LAWN AND LANDSCAPE AUTOMATIC IRRIGATION TIPS
Justin Quetone Moss
Winter is still here, but it is never too early to start thinking about ways to save time and money in the yard. When spring arrives, many homeowners are too busy and forget to check on the irrigation system to ensure everything is working properly and that irrigation water is being utilized efficiently. The National Irrigation Association (www.irrigation.org) offers these water-saving tips to maintain and update automatic irrigation systems:
- Adapt your watering schedule to the weather and the season. Familiarize yourself with the settings on your irrigation controller. Adjust the watering schedule regularly to conform with current weather conditions.
- Schedule each individual zone in your irrigation system. “Scheduling” accounts for the type of sprinkler, sun or shade exposure and the soil type for the specific area. The same watering schedule should almost never apply to all zones in the system.
- Inspect your system monthly. Check for leaks, broken or clogged heads, and other problems, or engage an irrigation professional to regularly check your system. Clean micro-irrigation filters as needed.
- Adjust sprinkler heads. Correct obstructions that prevent sprinklers from distributing water evenly. Keep water off pavement and structures.
- Get a professional system audit. Hire a professional to conduct an irrigation audit and uniformity test to make sure areas are being watered evenly. This can be especially helpful if you have areas being under-watered or brown spots. The Irrigation Association maintains an online list of Certified Landscape Irrigation Auditors.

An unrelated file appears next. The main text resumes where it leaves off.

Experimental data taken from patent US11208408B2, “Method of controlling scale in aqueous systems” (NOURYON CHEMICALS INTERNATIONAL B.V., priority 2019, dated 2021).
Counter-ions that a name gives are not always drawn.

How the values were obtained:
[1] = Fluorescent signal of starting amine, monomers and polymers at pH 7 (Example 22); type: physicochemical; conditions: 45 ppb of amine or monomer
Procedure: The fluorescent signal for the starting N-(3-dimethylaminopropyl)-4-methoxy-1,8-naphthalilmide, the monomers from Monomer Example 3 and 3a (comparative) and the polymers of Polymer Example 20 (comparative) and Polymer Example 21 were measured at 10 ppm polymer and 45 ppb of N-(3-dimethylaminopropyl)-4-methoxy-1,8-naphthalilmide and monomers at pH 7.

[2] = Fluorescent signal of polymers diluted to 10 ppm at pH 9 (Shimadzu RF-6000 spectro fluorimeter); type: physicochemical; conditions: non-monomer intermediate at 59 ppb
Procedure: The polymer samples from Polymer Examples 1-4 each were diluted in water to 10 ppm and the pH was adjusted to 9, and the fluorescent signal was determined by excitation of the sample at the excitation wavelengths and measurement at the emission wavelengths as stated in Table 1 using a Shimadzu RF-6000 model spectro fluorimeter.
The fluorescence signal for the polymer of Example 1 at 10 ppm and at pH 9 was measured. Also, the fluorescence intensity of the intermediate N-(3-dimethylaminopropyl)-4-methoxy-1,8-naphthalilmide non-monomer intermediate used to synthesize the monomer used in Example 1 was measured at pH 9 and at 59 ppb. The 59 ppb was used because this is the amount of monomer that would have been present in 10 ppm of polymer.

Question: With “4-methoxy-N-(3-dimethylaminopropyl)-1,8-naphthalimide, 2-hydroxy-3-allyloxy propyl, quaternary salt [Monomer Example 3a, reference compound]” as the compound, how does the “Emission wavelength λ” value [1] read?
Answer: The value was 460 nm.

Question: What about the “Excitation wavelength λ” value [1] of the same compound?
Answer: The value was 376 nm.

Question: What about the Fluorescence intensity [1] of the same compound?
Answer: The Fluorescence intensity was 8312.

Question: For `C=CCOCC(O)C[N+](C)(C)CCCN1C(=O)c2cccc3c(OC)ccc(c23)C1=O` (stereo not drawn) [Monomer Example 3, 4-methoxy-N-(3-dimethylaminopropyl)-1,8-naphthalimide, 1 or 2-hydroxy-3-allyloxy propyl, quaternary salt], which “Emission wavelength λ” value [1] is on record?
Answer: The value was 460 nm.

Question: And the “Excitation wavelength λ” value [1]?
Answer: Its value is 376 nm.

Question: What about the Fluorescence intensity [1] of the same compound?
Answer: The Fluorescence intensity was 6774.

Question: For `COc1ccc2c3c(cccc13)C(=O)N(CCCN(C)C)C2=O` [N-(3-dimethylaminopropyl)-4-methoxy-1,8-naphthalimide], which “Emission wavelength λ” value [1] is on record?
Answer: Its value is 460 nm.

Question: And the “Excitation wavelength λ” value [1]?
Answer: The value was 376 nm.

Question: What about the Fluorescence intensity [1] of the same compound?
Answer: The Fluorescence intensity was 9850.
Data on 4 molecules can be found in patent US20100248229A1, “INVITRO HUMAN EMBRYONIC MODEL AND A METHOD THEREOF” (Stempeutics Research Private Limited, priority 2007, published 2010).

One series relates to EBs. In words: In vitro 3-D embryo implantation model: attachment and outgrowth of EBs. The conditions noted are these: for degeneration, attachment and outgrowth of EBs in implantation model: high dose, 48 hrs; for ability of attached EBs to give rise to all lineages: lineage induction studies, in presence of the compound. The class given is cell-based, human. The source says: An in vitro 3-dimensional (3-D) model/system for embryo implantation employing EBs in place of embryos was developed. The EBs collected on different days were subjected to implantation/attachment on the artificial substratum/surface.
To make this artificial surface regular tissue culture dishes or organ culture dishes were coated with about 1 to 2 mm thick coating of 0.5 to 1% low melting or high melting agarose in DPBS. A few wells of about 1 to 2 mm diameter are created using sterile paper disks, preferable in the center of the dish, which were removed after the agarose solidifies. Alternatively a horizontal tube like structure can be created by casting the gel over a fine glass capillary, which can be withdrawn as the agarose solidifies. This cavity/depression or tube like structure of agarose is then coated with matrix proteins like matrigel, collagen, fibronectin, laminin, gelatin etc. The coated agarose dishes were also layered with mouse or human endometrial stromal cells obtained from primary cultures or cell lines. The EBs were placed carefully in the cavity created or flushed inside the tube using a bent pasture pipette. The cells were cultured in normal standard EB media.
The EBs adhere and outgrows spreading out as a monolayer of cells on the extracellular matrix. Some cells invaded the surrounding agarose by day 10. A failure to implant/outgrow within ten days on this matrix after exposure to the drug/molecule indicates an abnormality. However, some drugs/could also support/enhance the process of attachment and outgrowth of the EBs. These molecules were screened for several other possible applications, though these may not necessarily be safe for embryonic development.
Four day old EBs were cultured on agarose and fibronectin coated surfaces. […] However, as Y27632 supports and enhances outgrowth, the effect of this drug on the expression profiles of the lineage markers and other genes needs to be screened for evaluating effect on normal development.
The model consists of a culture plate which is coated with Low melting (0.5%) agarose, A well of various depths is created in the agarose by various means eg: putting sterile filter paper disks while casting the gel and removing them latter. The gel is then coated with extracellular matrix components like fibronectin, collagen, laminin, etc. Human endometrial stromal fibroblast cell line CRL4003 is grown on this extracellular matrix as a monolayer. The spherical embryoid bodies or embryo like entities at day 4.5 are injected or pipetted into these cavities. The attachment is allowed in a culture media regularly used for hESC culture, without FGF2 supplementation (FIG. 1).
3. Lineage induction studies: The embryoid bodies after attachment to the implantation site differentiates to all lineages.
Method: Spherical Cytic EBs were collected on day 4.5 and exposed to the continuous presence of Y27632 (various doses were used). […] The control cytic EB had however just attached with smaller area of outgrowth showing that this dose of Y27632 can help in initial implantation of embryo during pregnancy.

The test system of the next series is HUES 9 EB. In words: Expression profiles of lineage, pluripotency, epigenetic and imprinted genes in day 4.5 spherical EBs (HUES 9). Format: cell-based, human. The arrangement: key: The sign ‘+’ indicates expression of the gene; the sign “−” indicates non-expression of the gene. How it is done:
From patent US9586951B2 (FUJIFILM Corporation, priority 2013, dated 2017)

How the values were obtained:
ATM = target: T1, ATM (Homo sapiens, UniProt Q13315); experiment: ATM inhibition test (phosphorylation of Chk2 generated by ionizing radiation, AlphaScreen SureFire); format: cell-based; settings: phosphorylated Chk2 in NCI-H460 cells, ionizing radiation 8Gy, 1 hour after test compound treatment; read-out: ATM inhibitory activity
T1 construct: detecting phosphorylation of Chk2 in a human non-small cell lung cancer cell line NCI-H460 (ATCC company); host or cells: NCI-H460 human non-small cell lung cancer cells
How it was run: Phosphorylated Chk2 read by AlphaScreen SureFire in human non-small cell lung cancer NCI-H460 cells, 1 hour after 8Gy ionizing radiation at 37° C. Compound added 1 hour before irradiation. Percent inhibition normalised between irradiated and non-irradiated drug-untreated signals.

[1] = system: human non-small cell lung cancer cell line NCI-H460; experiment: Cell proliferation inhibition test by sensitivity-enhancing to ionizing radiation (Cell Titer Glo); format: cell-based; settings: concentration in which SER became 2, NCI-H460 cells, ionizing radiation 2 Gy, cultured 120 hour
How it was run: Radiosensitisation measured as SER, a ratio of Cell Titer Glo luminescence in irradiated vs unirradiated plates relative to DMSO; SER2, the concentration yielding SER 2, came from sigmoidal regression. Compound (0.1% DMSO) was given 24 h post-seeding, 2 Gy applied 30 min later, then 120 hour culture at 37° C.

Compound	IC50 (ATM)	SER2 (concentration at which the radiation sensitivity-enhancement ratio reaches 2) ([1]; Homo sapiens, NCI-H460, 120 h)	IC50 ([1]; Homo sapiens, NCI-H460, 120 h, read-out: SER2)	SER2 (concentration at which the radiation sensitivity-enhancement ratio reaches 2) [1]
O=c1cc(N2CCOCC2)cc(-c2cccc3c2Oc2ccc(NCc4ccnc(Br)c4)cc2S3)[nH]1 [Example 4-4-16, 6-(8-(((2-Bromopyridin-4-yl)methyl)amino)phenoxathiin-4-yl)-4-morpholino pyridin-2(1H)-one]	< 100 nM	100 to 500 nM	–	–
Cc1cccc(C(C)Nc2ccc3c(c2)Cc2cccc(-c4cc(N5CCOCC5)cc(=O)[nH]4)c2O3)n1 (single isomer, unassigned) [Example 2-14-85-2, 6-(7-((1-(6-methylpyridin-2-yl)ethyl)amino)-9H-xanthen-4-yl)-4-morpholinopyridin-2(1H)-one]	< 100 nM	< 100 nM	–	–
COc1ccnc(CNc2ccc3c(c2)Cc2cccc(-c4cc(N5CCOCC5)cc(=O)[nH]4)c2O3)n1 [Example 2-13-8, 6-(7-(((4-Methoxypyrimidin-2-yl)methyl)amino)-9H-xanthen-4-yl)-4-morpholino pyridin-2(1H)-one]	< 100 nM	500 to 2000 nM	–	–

- Consider “smart” technology. Climate- or soil moisture sensor-based controllers evaluate weather or soil moisture conditions and then calculate and automatically adjust the irrigation schedule to meet the specific needs of your landscape.
- Install a rain shutoff-switch – inexpensive and effective. Required by law in many states, these money-saving sensors turn off your system in rainy weather and help to compensate for natural rainfall. The device can be retrofitted to almost any system.
- Consider low volume drip irrigation for plant beds. Install micro irrigation for gardens, trees and shrubs. Micro irrigation includes drip (also known as trickle), micro spray jets, micro-sprinklers, or bubbler irrigation to irrigate slowly and minimize evaporation, runoff and overspray.
- Water at the optimum time. Water when the sun is low or down, winds are calm and temperatures are cool, between the evening and early morning, to reduce evaporation. You can lose as much as 50% of water to evaporation by watering mid-day.
- Water only when needed. Saturate root zones and let the soil dry. Watering too much and too frequently results in shallow roots, weed growth, disease and fungus.